This is unlike the other comparable welders that come with a maximum of four settings. Thus, you are ensured of an intact weld with optimum heat. The dual-gauge regulator and solenoid gas valve take care of arc control by ensuring a stable flow. Further, the AC current further adds to arc stability to keep a blown shape away.
- Versatile to perform both MIG and Flux Core
- Flexible with heat settings
- Good control over welding
- Great gas valve and gauge
- Significant resources required
- Still a bit costly
If you think Hobart does not fit your budget as a naïve beginner, consider this one for MIG welding. It is true that Goplus is not an esteemed brand, as it is not exclusively into welding or fabrication products. However, this is the reason why its welders have a lower price than others.
This MIG welder is perhaps the cheapest welder in this list. It is actually over 50% less expensive than other cheap welders. Even though it is the cheapest, it ensures a solid startup experience at a stunningly low price.
Although it is not quite adjustable, the welder comes with four voltage/heat settings and a knob to adjust the wire feeding speed. Further, the AC current stabilizes the arc and has a duty cycle of 15% @ 105 amps. The welder can work on thin surfaces of steel and iron and can perfectly do general repairs and home DIY.
You also get a complete kit including a brush and a protective mask. Regarding heat dissipation, two air vents, safety control on the gun, and thermal safety protection exist.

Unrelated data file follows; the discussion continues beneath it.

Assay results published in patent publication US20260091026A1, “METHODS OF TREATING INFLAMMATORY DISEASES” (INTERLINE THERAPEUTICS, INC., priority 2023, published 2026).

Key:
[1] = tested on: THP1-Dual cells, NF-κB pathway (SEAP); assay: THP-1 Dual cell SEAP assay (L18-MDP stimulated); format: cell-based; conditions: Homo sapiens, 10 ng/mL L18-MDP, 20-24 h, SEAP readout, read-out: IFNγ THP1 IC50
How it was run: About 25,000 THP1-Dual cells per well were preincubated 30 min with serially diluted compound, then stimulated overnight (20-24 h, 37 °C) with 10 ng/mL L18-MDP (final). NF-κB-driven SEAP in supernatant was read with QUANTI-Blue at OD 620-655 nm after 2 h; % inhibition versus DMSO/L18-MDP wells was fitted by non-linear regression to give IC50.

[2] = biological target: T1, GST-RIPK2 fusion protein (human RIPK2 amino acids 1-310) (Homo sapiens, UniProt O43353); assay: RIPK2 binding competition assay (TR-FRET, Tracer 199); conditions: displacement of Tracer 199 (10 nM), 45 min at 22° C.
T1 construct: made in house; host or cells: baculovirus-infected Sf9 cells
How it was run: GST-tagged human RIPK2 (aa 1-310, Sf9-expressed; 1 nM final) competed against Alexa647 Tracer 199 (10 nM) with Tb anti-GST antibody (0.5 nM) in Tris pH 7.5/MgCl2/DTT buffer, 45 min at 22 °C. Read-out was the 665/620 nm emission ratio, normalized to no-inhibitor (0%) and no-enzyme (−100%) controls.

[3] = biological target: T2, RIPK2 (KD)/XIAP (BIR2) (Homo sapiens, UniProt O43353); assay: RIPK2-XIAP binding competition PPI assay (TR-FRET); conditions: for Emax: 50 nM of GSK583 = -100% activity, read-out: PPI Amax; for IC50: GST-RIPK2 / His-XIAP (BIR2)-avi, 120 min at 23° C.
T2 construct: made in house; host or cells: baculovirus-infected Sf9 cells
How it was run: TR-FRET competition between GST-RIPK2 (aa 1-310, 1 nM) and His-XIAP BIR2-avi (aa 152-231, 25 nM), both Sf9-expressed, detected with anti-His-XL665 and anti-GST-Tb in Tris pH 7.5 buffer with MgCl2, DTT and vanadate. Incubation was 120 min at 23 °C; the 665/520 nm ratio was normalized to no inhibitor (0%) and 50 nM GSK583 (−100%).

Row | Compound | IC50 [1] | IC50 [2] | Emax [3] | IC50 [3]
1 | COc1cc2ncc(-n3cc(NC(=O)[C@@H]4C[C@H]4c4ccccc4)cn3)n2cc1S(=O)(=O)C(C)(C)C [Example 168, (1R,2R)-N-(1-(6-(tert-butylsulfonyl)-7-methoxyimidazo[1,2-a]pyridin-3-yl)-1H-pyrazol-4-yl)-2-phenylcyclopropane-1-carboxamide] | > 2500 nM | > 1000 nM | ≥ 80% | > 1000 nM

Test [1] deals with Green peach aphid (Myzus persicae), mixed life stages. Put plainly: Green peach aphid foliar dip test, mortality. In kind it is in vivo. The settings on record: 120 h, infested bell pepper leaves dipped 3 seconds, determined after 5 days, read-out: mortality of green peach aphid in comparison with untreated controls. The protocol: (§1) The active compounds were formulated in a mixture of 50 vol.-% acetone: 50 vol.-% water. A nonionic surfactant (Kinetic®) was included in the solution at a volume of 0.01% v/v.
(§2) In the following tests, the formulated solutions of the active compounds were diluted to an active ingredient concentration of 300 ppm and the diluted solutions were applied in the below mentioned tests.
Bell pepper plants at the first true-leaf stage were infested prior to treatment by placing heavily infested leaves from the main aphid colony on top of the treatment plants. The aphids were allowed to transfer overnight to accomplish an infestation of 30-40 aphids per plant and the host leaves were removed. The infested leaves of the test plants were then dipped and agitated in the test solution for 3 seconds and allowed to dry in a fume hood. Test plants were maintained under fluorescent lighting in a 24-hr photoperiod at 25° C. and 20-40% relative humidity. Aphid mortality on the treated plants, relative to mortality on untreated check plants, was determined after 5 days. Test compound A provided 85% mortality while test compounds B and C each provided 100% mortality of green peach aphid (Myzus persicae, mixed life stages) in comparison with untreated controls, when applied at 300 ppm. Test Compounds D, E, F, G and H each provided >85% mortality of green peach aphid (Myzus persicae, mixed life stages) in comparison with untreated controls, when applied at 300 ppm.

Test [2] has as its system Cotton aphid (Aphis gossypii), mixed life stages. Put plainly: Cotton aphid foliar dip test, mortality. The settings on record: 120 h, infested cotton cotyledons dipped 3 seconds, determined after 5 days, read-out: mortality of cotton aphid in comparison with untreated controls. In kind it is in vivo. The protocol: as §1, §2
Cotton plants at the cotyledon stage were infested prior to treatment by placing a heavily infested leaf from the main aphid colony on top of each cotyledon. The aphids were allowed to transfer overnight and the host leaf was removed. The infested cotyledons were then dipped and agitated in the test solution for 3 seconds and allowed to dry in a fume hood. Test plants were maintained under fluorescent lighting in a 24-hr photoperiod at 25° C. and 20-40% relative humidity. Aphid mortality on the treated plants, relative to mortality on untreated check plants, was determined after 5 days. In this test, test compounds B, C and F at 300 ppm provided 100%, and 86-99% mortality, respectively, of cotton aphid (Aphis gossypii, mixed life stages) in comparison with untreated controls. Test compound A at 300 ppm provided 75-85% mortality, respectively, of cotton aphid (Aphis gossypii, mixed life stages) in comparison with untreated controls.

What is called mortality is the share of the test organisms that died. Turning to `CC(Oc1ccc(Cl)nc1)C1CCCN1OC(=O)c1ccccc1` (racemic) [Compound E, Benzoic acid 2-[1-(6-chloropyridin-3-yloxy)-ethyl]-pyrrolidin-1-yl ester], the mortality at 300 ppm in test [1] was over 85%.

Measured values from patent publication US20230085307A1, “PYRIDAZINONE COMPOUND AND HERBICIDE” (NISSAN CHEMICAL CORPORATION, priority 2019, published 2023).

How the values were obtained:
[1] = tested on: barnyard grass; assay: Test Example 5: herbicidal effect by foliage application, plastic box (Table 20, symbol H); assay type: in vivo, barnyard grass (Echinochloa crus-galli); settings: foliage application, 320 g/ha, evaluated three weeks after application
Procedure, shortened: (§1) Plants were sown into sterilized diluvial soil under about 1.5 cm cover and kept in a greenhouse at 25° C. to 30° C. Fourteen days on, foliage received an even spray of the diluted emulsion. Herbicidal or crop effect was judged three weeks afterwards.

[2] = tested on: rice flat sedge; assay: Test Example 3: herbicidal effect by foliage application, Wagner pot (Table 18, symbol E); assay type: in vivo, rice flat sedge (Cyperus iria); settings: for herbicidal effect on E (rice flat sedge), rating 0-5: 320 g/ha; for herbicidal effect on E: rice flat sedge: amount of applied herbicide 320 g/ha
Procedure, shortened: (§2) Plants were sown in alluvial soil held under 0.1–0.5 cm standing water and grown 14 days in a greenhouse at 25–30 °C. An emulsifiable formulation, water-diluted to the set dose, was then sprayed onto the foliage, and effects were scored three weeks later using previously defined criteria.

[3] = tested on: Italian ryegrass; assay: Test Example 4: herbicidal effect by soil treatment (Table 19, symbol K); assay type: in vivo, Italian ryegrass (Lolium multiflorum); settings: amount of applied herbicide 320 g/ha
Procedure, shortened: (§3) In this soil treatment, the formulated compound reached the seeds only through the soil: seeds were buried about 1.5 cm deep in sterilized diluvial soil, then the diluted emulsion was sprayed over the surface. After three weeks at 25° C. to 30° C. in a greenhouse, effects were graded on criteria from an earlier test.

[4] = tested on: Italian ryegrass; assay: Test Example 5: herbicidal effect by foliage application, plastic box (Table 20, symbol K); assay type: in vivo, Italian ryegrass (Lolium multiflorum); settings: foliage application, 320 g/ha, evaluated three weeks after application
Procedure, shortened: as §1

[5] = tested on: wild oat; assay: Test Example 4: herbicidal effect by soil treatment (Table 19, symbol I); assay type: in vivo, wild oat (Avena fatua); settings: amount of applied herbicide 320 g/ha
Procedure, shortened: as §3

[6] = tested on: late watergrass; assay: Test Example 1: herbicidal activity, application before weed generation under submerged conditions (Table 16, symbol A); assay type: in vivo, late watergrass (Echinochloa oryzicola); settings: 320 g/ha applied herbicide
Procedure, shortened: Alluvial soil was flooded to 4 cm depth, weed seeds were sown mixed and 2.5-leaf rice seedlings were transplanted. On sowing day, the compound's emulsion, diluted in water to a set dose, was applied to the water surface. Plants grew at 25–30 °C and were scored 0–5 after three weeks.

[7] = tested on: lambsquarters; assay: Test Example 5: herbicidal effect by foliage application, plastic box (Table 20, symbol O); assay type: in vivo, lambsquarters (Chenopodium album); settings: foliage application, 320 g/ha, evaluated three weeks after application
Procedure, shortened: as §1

- Most affordable
- Portable and safe
- Complete kit
- Strong design and performance
- Versatile with heat settings and some necessities
- Steady arc (AC)
- No gas, no oxidation
- Only 130amps and 110v
As a result, there is no need to worry about any flawed or imperfect usage technique. Thus, it is for those who have some experience. So, for a beginner, this cheap welding machine simply guides you as you learn the TIG welding method.
With a duty cycle of 35% @ 160amp, this dual voltage machine is a TIG DC with a hot start, foot pedal, and high-frequency welder. It is also a stick with an integrated valve welder.
This machine implements the IGBT inverter technology due to which it is very light in weight, efficient in using power, and affordable in terms of cost. Then, its dial for variable power control allows fine tuning of the power for obtaining the desired arc. Further, the post flow regulator takes care of weld quality and argon gas consumption rate.